The Marin mountain bike group fights for more trail access (good luck)

If you’re not deeply familiar with Marin County, California, and you’re a mountain biker, you might think of it as a bucolic, redwood-wrapped system of beautiful single-track trails winding over streams. dripping, emerging from the trees for ocean views, and leading to charming towns with plenty of beer and coffee options. The birthplace of mountain biking, full of dedicated cyclists and bike shops. And you would be absolutely right, because it’s all true. But you can’t walk these trails.

No, no, they’re just hikers, enforced by rangers who wake up every morning, stare at themselves in the bathroom mirror as they firmly button the top button of their starched uniforms, grit their teeth and vow to bust as many riders for riding illegal trails as they can.

The problem with being one of the historic cradles of trail riding is that no one really knew what mountain biking was in the 70s and early 80s – what were motorcycles? Dishonest authorities, as they tend to do, banned something before they figured out what it was. As the sport grew over the decades, other communities saw that cyclists and hikers could co-exist very well and welcomed mountain biking onto their trails, or built entirely new ones. trail systems just for them.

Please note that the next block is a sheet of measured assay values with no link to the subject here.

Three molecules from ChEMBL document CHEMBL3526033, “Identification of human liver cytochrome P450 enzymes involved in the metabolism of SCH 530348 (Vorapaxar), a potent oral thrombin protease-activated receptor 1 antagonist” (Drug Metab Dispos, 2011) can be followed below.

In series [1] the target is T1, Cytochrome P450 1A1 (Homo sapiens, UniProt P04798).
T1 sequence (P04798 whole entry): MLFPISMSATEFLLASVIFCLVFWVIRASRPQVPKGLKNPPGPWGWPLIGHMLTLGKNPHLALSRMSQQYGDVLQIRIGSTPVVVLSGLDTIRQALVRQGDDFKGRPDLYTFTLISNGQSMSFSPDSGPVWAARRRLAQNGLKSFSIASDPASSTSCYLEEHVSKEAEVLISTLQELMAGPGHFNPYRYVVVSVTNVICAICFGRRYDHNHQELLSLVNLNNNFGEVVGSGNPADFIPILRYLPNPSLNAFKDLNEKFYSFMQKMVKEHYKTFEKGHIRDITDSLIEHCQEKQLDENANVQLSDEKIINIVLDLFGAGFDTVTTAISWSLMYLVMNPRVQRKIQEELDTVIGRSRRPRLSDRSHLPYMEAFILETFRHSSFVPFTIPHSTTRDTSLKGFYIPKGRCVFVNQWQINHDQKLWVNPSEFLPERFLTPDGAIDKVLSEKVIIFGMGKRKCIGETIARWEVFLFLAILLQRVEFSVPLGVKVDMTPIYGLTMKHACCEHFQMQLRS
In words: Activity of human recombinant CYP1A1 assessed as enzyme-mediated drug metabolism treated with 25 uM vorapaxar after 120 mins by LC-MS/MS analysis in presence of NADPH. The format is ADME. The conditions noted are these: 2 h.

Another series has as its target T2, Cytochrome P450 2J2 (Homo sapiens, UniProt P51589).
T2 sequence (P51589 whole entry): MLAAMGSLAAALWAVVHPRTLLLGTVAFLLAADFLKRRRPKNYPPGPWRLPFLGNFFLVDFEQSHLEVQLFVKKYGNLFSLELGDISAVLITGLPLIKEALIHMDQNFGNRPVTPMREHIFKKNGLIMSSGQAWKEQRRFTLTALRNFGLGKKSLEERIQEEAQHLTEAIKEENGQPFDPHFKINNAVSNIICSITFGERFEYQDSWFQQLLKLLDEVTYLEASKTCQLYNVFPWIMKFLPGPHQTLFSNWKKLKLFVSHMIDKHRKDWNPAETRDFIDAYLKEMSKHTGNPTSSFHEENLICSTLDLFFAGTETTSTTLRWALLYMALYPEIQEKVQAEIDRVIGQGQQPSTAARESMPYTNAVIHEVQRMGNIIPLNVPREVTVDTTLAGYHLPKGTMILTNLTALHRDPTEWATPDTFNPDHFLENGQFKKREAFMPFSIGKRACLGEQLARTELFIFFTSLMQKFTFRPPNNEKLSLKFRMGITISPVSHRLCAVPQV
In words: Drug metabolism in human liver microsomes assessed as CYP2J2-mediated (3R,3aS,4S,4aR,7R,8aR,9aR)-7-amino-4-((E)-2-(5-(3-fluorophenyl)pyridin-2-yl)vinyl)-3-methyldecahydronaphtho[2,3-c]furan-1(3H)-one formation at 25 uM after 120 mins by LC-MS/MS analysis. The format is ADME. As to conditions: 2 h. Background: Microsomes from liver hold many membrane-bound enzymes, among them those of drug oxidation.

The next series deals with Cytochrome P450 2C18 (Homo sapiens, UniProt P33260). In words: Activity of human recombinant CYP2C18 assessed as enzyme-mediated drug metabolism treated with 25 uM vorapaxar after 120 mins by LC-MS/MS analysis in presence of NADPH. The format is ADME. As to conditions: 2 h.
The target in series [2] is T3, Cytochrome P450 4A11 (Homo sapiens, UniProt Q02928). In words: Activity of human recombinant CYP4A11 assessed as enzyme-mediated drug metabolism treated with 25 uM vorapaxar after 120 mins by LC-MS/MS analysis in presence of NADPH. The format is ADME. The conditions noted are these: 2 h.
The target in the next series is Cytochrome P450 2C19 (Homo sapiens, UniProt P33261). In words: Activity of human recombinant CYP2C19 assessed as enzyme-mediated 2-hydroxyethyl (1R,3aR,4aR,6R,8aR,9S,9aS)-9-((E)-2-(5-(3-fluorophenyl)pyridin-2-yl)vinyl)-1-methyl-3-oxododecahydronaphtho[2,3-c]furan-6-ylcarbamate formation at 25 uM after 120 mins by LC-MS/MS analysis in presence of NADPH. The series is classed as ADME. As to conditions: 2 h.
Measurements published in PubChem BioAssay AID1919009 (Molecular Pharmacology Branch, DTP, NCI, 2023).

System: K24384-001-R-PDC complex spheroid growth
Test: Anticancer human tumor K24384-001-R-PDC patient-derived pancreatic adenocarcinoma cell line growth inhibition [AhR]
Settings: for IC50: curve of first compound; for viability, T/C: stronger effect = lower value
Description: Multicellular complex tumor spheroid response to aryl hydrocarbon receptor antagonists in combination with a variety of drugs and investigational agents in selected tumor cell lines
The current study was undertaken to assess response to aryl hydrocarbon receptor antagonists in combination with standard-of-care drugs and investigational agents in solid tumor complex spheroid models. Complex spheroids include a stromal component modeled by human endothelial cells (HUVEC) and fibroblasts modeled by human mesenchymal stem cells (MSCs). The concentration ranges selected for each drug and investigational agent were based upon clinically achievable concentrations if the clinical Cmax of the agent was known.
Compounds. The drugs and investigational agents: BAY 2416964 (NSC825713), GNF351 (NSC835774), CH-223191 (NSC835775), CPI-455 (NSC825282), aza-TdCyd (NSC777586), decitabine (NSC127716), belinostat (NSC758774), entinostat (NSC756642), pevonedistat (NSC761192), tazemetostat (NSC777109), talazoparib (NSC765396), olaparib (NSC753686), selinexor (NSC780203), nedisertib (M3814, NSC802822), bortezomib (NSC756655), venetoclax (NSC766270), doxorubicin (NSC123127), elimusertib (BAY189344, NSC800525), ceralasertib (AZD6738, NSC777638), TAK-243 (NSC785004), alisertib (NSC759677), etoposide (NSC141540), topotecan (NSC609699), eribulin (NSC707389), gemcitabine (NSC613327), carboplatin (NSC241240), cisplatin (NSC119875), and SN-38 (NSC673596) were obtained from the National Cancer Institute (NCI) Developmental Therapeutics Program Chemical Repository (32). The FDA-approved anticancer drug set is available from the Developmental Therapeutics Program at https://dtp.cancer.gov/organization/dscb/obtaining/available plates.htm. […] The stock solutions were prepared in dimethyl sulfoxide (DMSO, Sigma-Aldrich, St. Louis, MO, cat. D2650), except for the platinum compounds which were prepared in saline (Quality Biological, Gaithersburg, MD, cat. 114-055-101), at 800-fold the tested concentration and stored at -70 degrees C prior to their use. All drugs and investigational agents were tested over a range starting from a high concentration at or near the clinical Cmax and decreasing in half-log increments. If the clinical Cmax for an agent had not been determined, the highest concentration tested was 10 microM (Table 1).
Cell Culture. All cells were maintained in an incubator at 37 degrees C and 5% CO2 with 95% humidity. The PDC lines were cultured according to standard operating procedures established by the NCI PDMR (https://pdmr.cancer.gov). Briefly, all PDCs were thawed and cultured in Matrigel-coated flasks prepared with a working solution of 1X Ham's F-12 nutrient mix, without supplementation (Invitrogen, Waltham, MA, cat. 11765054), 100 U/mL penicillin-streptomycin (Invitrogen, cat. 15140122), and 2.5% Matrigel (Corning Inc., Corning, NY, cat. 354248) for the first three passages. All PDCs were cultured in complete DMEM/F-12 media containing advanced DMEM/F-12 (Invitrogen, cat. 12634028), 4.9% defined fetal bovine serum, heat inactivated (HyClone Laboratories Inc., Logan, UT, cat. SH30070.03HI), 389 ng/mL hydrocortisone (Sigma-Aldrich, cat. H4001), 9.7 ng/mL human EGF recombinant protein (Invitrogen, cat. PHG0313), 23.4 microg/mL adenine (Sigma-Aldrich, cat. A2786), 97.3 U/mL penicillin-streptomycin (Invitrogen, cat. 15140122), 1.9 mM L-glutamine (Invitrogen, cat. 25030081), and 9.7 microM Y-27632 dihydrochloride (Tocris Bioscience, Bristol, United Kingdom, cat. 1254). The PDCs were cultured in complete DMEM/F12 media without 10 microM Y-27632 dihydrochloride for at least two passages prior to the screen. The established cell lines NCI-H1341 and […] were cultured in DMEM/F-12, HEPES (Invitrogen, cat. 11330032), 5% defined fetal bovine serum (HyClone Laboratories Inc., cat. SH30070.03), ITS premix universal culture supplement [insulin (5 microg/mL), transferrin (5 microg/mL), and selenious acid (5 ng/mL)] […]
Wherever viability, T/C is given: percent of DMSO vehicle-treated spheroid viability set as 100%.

But Marin still had those anti-cycling laws on the books and a fierce lobby of hikers and equestrian groups who vehemently opposed trail sharing. They hold the upper hand. This has become the de facto assumption at Marin – no bikes allowed. Countless mountain bikers have left the county, seeking communities that are more open to riding. Countless others play games of cat and mouse with rangers, walking trails with their eyes tied behind their backs watching the down.

The Marin County Bicycle Coalition wants to change that. They are opening a new dialogue with the county’s open space planners on June 8 and launching a campaign called “Reimagine Mt Tam” (Mount Tamalpais, “Tam” is Marin County’s iconic high point). The group hopes to start breaking down the walls that separate cyclists from hikers, to create a more inclusive trail system. The governing body of the Mount Tam watershed, the Marin Watershed Municipal District, begins a year-long planning session on June 8 to create the future of recreation in the region.

If you want to participate, you can join the community zoom meeting when the MMWD opens the proceedings.

Photo: Justin Housman

Maria R. Newman